This set the ring number with 0 being the primary ring and 1 being the secondary ring. Currently, only two rings are supported.

  • No default value
  • Valid values are 0 and 1


This tells totem which network interface to use and match the subnet of your chosen interface. The final octal must be 0.

This can be an IPv6 address, however, you will be required to set the nodeid value above. Further, there will be no automatic interface selection within a specified subnet as there is with IPv4.

Q. With IPv6, how then is the given interface chosen?

  • No default value
  • See description for valid values


This sets the multicast address used by the totem protocol on this ring. Avoid the range as that is used for configuration. If you use an IPv6 address, be sure to specify a nodeid value above.

Q. Is there a default? Is it automatically calculated like in cman?

  • No default
  • Must be a valid IPv4 or IPv6 IP address


This sets the UDP port used with the multicast address above.

Q. Can the port be below 1024?


No info

Q. Can the port be below 1024?

  • Unknown default
  • Must be a valid broadcast address

totem example

This example shows secauth being disabled and the optional <interface...> child tag defining the first ring's parameters.

        <totem secauth="off" rrp_mode="passive">
                <interface ringnumber="0" bindnetaddr="" mcastaddr="" mcastport="5405" />

Note: Please see the bug numbered 624289.

quorumd; Quorum Daemon

In older versions of RHCS, a quorum partition was used to maintain quorum with the network acting as a fall back. This eventually faded out of fashion and quorum disk partitions were rarely used. Today, quorum partitions are still not required but they are coming back into fashion as a way to improve the reliability of a cluster in a multiple failed state and to provide more intelligent quorum.

Lets look at a couple of examples;

  1. If you have a four-node cluster and two nodes fail, the surviving two nodes will not have quorum because normal quorum requires a majority (n/2+1). In this case, your cluster would shut down when it could have kept going. Adding a quorum disk would have allowed the surviving two nodes to maintain quorum.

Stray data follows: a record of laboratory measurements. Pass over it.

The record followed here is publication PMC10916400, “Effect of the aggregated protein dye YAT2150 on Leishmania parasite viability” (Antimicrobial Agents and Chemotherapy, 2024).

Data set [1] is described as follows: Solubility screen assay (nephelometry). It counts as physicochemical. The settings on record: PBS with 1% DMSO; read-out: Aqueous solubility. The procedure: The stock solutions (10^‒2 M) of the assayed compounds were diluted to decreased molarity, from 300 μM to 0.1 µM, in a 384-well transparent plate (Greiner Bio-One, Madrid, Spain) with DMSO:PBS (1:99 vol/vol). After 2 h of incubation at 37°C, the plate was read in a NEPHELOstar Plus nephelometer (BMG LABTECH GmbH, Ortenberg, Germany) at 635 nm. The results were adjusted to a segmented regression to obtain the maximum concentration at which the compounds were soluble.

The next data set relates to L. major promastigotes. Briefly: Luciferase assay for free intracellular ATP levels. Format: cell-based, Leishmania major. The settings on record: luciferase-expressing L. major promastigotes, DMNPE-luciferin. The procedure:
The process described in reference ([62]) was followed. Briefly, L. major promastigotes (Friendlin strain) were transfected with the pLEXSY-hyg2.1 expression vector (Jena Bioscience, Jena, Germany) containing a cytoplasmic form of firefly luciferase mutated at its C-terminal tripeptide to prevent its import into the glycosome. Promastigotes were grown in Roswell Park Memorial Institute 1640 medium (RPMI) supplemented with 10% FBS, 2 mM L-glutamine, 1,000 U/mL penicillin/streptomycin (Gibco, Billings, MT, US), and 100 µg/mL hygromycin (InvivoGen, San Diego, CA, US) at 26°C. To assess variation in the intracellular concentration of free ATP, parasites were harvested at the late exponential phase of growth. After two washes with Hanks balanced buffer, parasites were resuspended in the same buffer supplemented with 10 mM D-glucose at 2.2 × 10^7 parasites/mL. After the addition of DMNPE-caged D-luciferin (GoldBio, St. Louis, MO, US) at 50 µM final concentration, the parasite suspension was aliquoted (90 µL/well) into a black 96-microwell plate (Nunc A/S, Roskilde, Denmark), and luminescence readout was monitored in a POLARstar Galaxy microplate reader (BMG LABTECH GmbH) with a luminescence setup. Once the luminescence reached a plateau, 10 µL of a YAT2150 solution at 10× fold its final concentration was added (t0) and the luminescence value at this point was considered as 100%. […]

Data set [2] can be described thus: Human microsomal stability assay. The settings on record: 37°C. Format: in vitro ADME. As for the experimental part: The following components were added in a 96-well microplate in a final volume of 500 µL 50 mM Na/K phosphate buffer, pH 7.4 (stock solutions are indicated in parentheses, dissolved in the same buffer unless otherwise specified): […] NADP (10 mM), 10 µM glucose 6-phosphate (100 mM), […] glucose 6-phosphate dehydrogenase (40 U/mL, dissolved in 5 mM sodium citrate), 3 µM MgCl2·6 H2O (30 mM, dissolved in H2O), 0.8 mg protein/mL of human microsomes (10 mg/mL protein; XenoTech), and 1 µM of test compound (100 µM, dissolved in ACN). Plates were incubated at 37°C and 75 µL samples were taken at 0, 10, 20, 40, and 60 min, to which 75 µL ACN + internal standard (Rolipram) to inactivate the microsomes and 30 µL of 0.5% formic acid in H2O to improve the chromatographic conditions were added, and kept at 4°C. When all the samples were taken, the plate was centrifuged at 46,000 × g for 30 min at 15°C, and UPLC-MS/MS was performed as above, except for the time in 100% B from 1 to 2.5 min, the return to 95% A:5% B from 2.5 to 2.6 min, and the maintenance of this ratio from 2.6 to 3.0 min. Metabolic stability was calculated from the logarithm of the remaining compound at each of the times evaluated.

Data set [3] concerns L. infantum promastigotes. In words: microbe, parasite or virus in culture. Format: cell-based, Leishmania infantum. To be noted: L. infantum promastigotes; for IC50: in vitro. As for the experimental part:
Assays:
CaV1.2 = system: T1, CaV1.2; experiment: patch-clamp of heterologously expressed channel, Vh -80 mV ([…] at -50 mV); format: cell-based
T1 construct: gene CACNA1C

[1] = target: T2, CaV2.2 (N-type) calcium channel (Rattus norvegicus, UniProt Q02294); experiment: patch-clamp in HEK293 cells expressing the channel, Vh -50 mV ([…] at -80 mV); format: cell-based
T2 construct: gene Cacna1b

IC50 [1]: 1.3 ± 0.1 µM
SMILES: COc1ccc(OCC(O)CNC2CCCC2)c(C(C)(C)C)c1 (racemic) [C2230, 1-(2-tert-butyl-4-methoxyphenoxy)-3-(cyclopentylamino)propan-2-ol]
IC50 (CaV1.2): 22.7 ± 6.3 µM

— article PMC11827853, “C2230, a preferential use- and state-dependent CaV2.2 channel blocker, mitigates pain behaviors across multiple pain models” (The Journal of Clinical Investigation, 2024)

1. If you have a four-node cluster and a network event occurred where only one node retained access to a critical network, you would want that one node to proceed and you would rather fence the three nodes that lost access. Under normal IP quorum, the opposite would happen because, by simple majority, the one good node would be fenced by the three other nodes. The quorumd daemon can have heuristics added. In this case, we would configure each node's quorumd to first check that critical network connection. The three nodes would see that they'd lost the link and remove themselves from the cluster. In this way, only the one good node would remain up and win quorum thanks to the votes assigned to the quorum disk.

In short, the quorum disk allows a much more fine grained control of quorum in corner-case failure states.

This section is not required and can be left out when you aren't using a quorum disk partition.

A quorum partition cannot be used in clusters greater than 16 nodes. This is due to the latency caused be clusters larger that 16 nodes causing unreliable quorum disks. With 17 or more nodes, you must use IP-based (totem protocol) quorum only.

A quorum disk must be a raw 10MB or larger (11MB recommended) partition on an iSCSI or SAN device. It is recommended that your nodes use multipath to access the quorum disk. You can not use a CLVM partition.